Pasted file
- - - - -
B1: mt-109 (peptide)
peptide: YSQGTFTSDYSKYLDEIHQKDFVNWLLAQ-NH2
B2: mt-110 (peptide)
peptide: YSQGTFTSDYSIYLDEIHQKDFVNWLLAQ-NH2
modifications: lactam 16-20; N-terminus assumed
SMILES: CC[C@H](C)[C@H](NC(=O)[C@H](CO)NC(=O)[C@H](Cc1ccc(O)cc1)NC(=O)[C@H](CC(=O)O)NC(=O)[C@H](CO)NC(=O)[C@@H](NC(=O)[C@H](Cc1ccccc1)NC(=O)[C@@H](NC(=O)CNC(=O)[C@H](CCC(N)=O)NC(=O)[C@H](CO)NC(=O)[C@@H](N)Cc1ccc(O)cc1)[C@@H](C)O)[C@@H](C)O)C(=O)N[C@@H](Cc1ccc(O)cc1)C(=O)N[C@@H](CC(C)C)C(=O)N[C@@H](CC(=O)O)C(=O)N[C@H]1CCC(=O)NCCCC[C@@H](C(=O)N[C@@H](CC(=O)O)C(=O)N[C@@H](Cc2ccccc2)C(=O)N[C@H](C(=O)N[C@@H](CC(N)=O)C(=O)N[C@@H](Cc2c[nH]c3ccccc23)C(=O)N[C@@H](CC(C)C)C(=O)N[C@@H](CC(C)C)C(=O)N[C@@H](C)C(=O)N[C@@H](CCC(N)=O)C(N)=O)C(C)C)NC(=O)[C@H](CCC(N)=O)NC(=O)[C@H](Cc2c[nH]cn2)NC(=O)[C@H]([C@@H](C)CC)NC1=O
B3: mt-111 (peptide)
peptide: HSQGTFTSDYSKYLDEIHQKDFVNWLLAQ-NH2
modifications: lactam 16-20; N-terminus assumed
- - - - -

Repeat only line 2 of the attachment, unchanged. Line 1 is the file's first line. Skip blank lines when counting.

peptide: YSQGTFTSDYSKYLDEIHQKDFVNWLLAQ-NH2